Poetic realism is juxtaposed with the “fantastic” in Tennessee Williams’ The Night of the Iguana, which, after a tryout that was as troubled as some of the major characters portrayed in it, finally opened on Broadway in December 1961. It was favourably reviewed, ran for more than 300 performances, won the New York Drama Critics Circle Best Play award, and was even considered by a handful of those critics to be Williams’ best play. It isn’t, but this “dramatic poem,” as he liked to call it, is certainly his most spiritual – and The Glass Menagerie not withstanding, his most personal.
Originally written as a short story inspired by a trip he made to Mexico after a painful breakup with a lover, he rewrote it many years later as a play for the Spoleto Festival, expanding it even further as a full-length Broadway contender in which he based the emotional turmoil of the central character – a self-loathing, defrocked priest, called Reverend T. Lawrence Shannon – on his own tortured state of mind.
The time is summer 1940. The setting – strikingly realised in this welcome revival by set and costume designer Rae Smith – is a small run-down hotel on the west coast of Mexico called the Costa Verde. It overlooks the beach of Puerto Barrio and commands an impressive hilltop view. The owner is the recently widowed Maxine Faulk, a take-no-prisoners broad who satisfies her copious sexual appetite by sleeping with the young Mexican lads she employs to help run the place.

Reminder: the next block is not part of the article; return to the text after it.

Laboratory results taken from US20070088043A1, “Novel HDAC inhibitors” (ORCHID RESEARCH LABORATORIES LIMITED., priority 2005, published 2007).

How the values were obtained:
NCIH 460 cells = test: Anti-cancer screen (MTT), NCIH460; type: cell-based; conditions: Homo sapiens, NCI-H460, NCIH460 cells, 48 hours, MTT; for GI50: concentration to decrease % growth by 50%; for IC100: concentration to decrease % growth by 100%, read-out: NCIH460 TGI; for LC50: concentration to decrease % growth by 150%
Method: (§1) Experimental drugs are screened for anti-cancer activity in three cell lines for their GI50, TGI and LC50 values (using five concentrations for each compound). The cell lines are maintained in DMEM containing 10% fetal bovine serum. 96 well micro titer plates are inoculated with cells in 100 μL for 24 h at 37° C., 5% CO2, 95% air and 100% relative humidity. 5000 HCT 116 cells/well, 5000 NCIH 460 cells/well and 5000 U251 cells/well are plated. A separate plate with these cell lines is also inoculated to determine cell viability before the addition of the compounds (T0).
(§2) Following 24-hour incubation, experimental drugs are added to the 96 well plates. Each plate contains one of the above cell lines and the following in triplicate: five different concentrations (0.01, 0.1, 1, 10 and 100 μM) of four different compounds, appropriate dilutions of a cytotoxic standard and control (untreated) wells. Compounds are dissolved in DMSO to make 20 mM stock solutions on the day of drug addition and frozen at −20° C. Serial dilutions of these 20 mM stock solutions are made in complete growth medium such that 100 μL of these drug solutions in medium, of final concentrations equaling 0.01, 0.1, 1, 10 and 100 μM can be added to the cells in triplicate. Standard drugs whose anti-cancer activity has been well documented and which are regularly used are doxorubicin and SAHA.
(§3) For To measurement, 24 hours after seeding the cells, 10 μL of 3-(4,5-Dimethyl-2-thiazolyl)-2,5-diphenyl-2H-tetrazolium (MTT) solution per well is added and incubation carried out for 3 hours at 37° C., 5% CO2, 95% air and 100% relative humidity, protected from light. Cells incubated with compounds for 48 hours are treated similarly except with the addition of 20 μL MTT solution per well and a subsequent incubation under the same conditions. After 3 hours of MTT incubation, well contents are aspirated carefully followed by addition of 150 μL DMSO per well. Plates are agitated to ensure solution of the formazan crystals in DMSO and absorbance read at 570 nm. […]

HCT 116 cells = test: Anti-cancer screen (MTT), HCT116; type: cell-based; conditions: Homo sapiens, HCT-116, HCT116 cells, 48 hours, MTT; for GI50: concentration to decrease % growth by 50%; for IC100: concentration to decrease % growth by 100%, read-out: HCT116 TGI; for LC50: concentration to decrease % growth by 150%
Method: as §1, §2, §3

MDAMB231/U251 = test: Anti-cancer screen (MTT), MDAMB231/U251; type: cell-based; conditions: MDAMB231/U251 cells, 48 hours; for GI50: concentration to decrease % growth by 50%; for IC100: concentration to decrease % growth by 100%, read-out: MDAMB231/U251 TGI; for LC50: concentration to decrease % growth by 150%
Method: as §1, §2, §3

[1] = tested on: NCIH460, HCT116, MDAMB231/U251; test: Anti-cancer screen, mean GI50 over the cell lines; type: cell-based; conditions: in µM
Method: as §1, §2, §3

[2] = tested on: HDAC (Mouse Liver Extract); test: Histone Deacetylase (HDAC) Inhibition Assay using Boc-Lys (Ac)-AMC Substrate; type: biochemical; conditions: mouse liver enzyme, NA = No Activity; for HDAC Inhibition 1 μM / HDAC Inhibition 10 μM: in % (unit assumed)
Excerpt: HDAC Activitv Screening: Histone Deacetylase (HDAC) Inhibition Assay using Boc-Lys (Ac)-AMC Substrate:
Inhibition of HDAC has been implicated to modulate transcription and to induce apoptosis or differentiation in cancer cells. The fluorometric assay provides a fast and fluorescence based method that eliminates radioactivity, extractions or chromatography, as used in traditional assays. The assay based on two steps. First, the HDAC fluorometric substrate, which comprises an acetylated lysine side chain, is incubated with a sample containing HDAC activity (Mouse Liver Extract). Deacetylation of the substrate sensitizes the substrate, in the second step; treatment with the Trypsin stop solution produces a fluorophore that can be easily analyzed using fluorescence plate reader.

Apart from a small group of Nazi tourists glorying in daily radio reports of the bombing of London, the hotel is decidedly short on visitors until the unexpected appearance of Shannon, who, barred from his Episcopalian church for fornication and heresy “in the same week,” has fetched up as a seedy tour guide for a group of Texan women crossing Mexico in a bus. He is dishevelled, unkempt, has a fever and has been accused by a canny 16-year-old in the group of statutory rape. He also happens to be an old friend of Maxine’s recently deceased husband and for the umpteenth time is on the verge of yet another breakdown. Regardless of the consequences, he has appropriated the keys to the tour bus, forcing the hapless female passengers to sweat it out, quite literally, in the scorching heat. All he wants to do is crash out in the hotel’s hammock on the front porch and drink rum kokos.
It’s at this point, with the chance arrival of a middle-aged spinster called Hannah Wilkes and her 97-year-old grandfather Nonno, that the play shifts into a more elegiac gear. Hannah, an itinerant artist who earns a meagre living painting water-color portraits at various beach resorts, provides the play with its life-giving heartbeat, while her fragile grandfather, “a minor poet with a major-league spirit,” is a calming presence amidst the ensuing emotional turmoil as he battles to complete one final poem before his demise. Williams based the old man on his own grandfather, who was also called Nonno, another reason why he regarded this as one of his most personal plays. And his most hauntingly beautiful.